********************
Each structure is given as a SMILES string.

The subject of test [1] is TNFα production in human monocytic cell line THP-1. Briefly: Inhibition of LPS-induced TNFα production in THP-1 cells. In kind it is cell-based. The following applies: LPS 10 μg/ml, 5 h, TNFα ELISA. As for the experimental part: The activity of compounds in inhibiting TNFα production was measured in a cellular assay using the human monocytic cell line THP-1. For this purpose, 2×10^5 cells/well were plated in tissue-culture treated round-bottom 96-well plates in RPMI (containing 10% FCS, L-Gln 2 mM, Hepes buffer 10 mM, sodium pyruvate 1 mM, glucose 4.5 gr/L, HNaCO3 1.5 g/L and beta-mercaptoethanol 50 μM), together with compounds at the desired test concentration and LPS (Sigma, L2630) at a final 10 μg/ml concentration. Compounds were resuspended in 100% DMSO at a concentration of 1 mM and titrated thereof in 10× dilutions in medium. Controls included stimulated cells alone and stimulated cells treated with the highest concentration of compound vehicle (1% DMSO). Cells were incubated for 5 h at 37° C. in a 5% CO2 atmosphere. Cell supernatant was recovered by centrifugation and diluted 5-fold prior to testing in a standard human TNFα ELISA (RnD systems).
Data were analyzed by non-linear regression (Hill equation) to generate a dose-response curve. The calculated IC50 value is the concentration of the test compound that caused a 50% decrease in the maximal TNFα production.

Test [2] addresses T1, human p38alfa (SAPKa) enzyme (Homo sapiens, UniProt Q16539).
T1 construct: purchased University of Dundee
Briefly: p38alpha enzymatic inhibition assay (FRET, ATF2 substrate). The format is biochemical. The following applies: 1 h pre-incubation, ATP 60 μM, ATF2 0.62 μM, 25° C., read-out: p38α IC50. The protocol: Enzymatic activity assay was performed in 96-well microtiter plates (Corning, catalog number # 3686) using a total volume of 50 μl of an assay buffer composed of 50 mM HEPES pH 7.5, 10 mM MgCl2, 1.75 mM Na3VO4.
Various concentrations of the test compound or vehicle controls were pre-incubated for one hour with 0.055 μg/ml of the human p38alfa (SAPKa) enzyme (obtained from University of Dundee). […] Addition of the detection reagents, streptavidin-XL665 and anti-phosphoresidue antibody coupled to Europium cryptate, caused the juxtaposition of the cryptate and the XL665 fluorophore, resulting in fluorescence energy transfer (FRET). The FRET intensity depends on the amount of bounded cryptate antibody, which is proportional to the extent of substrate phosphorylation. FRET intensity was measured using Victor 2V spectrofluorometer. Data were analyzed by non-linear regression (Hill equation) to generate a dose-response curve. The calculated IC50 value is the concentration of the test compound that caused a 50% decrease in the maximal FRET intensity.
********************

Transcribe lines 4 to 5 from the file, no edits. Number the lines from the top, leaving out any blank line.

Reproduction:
Test [2] addresses T1, human p38alfa (SAPKa) enzyme (Homo sapiens, UniProt Q16539).
T1 construct: purchased University of Dundee